New Company Towns?



Hi everyone,

My last newsletter stated that there are three ways to start a city: be a government, start a religion, or have an economic reason. I would like to add a fourth: be a large multi-national company. I would not be surprised if over the next decade we see new city developments launched by established companies.

Multi-national companies are comparable to countries in several respects concerning new city development. First, multi-national companies have deep pockets. Microsoft, Berkshire Hathaway, Alphabet, and Apple all have over $100 billion on hand. Even companies without cash on hand typically have access to cheaper interest rates and larger credit lines than small companies. Second, multi-nationals have the capacity to overcome the first mover challenge in new city development. Multi-nationals can build a factory, creating the first few thousand jobs necessary to create the beginning of agglomeration for a new city.

Of course, nation states have fewer budget constraints and more ability to relocate people, however, multi-nationals occupy a nice middle ground between nation states and younger firms in both dimensions.

There are a handful of historical examples of companies leading new city developments. In India, Tata built Jamshedpur around a steel plant. Today Jamshedpur is the only 1 million+ person city in India without a municipal corporation. While Jamshedpur can largely be considered a success, Fordlandia wasn't. Henry Ford wanted to control the supply of rubber for his auto factories, so he attempted to build a new city in the Brazilian Amazon. The scheme quickly fell apart and is largely deserted today.

We have already seen several multi-nationals move in the direction of city development. Sidewalk Labs started by "thinking about [a city] from the Internet up" before it decided to redevelop a brownfield site in Toronto, later bowing out of the project. Y Combinator announced that they were going to build a new city in 2016, but there hasn't been much public info since. Toyota recently joined with Panasonic to develop a city, though at 175 acres it's closer to a town.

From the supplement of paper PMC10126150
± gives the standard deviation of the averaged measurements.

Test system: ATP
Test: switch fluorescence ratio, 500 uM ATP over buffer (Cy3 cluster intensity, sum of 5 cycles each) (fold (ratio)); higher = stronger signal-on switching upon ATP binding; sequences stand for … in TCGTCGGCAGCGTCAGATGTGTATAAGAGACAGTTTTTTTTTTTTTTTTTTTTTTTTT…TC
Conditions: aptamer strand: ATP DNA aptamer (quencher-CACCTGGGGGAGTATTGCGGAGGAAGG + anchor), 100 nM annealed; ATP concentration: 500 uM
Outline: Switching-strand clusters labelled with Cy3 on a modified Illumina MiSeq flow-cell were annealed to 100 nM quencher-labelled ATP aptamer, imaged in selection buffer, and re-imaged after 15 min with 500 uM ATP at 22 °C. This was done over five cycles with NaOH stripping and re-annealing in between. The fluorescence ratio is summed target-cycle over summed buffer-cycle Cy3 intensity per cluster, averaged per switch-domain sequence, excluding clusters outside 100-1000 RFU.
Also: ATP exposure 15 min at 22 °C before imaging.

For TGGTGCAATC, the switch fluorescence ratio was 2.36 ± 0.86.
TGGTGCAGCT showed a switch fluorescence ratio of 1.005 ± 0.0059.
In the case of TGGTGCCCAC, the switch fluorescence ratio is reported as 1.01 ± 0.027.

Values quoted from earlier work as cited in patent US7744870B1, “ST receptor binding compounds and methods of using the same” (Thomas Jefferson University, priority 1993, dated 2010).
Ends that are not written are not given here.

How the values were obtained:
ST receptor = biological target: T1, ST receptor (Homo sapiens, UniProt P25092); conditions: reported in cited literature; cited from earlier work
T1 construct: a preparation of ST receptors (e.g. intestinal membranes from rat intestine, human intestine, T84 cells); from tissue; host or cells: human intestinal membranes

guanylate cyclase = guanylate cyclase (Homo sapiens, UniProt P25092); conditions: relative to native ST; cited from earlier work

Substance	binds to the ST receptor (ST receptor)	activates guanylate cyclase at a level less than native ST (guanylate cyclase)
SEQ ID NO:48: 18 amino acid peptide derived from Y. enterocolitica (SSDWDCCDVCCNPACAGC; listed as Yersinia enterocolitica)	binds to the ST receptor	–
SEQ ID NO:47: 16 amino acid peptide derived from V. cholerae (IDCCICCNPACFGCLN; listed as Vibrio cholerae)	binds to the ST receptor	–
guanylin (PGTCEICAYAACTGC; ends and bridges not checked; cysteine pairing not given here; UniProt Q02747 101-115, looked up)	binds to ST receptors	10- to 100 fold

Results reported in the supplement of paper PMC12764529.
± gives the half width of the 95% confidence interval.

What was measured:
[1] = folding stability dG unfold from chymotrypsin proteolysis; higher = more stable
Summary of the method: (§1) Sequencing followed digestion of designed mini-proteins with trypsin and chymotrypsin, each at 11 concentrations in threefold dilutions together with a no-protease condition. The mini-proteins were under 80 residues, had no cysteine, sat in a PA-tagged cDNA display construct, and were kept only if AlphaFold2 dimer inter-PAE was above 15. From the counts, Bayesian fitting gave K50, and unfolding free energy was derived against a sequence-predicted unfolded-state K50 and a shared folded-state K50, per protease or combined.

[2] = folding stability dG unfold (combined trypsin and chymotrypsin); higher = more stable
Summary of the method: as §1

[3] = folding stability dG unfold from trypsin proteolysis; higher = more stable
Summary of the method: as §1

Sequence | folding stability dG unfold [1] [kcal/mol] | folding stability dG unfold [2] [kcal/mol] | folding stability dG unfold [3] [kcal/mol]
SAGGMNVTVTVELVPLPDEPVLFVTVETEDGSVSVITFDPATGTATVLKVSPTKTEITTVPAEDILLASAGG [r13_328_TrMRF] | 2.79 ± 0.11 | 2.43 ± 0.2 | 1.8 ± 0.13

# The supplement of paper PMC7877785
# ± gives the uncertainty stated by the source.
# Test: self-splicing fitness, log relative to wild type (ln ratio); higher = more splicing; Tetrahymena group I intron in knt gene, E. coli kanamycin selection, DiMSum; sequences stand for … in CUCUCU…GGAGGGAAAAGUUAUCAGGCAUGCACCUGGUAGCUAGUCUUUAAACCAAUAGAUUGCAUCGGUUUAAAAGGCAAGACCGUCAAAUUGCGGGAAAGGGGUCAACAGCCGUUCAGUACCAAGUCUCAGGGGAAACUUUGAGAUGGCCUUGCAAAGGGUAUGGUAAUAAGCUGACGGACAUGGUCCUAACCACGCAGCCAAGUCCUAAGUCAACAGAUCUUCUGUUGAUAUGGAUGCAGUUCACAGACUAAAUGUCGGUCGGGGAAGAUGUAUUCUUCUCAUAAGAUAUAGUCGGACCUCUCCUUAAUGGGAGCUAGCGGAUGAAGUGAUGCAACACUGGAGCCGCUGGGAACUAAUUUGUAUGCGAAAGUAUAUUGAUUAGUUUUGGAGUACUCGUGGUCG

The high profile failure of Sidewalk Labs in Toronto has likely scared multi-nationals, but as the years progress and the memory fades, I expect some to try again.

While tech companies dominate the stock market and tend to have the most cash on hand, manufacturing companies like Tesla are better positioned to develop cities. One of the primary challenges of building a city is overcoming the coordination challenge of getting the first pool of residents to move to the city. No one wants to move to an area where a city is going the be built, they want all the city amenities to be there and ready.

Tech companies tend to have few employees compared to manufacturing companies. Tesla, for example, has four Gigafactories planned. The original Gigafactory in Nevada employs around 7,000 people. It's easy to imagine Tesla planning a new Gigafactory on a greenfield site and planning a small town of 25,000 people around it.

The challenge is that to build a city requires a different way of thinking than most multi-nationals are used to. Tesla, for example, is a company built on engineering. They need good designs and good planning to mass produce cars. Cities, on the other hand, are more organic. You can't build a city by planning out every single building. Instead, you need to establish the parameters and let order emerge.

It is important to distinguish between a city and the company towns of yore. Company towns were built on resource extraction. Because of economies of scale, they would often supply everything needed to live in the otherwise inhospitable region, including stores and schools. There was no broader economic activity.